CLEVELAND — It’s a short stroll from the mound to the dugout at Progressive Field, too quick to allow Corey Kluber a chance to escape his pitching trance and acknowledge his surroundings.
He’d walk off the rubber and pace back to the bench in a methodical manner, unaware of every human in the ballpark supplying him with a standing ovation.
When Kluber pitched, there was usually a standing ovation.
For five years, Kluber was as dominant as any pitcher in the sport. Every five days — every four during Cleveland’s October 2016 championship bid — was a spectacle.
But that’s what happens when you’re poker-faced and programmed to rack up strikeouts with perfectly placed fastballs and slurves.
Kluber announced his retirement Friday after a brilliant 13-year career in which he blossomed from non-prospect to award-winning artist.
A Kluber outing was a treat. It was a rare display of precision and efficiency that allowed him to compile gaudy innings totals and gaudier strikeout totals, and not with an overpowering heater or a 12-to-6 curve, but with such command and conviction, hitters could never feel comfortable.
There was no better example of his sorcery than May 13, 2015, one of those mystique-filled days when sports feel scripted.
Anne Feller, the widow of Hall of Fame pitcher Bob Feller, snipped a red ribbon that afternoon to commemorate the grand opening of an exhibit honoring her husband at Progressive Field. Then, from a suite, she watched Kluber match Feller’s franchise record with 18 strikeouts in a nine-inning game.
Kluber carried a no-hitter into the seventh inning against the Cardinals that night when Jhonny Peralta poked a two-out single to center. Kluber watched Cody Allen shut the door in the ninth, preventing him from flirting with more history.
Eight innings. One hit. No walks. Eighteen strikeouts. A special showcase in front of Anne Feller and one of the most prolific pitching performances in the history of a franchise that dates back to 1901.
And with the crowd’s roar inching closer to a crescendo after the top half of each inning, Kluber retreated to the dugout, unfazed, gazing ahead at nothing in particular.
Kluber ranks third in club history in strikeouts, behind only Feller and Sam McDowell, but he blows away everyone in strikeout rate. Those are the only three pitchers in team history with more than two consecutive seasons of 200 innings and 200 strikeouts. Feller and McDowell each accomplished the feat for four straight seasons; Kluber did it for five in a row.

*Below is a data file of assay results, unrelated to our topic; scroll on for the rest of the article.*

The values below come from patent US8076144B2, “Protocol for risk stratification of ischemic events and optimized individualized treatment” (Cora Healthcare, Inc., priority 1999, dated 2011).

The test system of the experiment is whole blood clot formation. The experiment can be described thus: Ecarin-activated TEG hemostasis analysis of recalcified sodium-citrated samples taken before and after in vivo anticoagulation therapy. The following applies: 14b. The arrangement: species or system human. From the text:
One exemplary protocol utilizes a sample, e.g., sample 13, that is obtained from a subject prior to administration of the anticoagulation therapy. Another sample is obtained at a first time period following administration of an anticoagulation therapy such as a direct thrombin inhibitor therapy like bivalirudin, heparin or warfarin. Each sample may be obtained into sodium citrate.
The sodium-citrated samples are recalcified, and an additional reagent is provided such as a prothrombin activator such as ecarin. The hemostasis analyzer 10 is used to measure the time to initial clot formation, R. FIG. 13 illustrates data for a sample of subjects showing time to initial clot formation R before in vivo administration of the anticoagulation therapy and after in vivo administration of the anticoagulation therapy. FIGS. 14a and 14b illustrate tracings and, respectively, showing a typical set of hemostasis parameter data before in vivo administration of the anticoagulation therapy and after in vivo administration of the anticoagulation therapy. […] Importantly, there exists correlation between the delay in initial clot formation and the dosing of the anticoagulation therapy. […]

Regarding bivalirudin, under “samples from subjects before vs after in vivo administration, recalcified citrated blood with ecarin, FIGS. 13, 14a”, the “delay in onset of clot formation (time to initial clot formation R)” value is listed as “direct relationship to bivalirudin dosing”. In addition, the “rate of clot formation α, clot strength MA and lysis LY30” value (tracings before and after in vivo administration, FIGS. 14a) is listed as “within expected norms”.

From 2014-18, Kluber ranked alongside the game’s greats, including Max Scherzer, Clayton Kershaw, Jacob deGrom and Chris Sale. He exceeded 200 innings and 220 strikeouts in each of those years. He ranked second in the majors in innings pitched, fourth in ERA (2.85), third in strikeouts and third in fWAR. In 2017, he led the AL with a 2.25 ERA and tallied nearly twice as many strikeouts as hits allowed.
He’s among 22 pitchers in league history to win multiple Cy Young Awards. He captured the hardware in 2014 and 2017, the only Cleveland pitcher to win more than one. He also finished third in the balloting in 2016 and 2018.
After that five-year stretch, Kluber battled injuries and bounced around the American League, to the Rangers, Yankees, Rays, and Red Sox. He recorded a no-hitter with the Yankees in 2021. He made one final playoff appearance with the Rays in 2022, ironically in Cleveland, where he served up a series-ending home run to Oscar Gonzalez. By that point, though, he had exhausted his October powers.
Kluber made a valiant effort to break Cleveland’s World Series hex in 2016. He logged a 0.89 ERA in his first five starts that postseason despite twice pitching on short rest because the club was missing injured starters Carlos Carrasco and Danny Salazar. He finally sputtered in Game 7 of the World Series against the Cubs, running on fumes in another short-rest outing. Had the Indians emerged triumphant, they might have erected statues of Kluber and Rajai Davis on E. 9th Street the next day.
No one would have predicted such a rise to prominence for the right-hander.
Stuck in the depths of a rebuild in 2010, the Indians needed to salvage something for the final two months of Jake Westbrook’s contract. They dealt him to the Cardinals in a three-team trade that also included the Padres. Kluber’s strikeout rate caught the attention of Cleveland’s front office, but little else did. His name didn’t surface on any top prospect list. He was 24 and pitching at Double-A San Antonio. Cleveland couldn’t be picky, though.
Kluber called his parents to deliver the news about the trade in his typical, monotone manner. His dad, on the other hand, was ecstatic. Jim Kluber was a Cleveland native. He attended Mayfield High School. The Indians were his childhood team.
But that was Kluber: unfazed, even when those around him celebrated and cheered. During his Cleveland tenure, that was the scene every fifth night.
(Photo: Ron Schwane / Getty Images)